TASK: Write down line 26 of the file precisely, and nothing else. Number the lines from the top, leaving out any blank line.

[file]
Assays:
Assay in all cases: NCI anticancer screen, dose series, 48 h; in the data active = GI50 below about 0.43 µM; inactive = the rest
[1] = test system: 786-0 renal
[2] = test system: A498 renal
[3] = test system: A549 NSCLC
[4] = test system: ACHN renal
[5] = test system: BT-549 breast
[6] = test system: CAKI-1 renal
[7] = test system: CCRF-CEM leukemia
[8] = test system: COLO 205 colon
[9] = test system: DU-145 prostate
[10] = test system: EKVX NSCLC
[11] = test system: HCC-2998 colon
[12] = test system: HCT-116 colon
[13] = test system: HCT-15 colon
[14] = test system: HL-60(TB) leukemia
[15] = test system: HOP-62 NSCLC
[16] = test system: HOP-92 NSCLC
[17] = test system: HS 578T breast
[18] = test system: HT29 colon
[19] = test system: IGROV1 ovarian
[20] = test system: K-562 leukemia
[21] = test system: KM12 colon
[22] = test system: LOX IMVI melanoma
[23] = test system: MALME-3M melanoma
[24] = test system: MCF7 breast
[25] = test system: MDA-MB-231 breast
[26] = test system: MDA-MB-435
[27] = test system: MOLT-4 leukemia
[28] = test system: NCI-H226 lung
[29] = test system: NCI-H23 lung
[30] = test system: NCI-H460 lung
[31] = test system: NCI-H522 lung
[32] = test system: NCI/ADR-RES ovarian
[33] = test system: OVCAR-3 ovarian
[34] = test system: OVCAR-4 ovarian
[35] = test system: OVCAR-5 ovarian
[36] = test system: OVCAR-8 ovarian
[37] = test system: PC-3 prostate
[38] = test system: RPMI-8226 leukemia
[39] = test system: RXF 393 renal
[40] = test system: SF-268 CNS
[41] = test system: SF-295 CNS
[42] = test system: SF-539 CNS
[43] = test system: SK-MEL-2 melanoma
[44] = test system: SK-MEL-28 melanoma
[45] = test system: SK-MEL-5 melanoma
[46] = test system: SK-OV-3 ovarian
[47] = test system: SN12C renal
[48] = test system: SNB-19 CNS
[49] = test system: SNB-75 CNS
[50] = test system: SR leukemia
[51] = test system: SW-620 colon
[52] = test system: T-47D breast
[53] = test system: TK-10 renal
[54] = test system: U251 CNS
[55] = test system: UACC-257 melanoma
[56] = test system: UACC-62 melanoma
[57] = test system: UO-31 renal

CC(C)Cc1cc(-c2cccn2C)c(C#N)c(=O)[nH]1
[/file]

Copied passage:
[24] = test system: MCF7 breast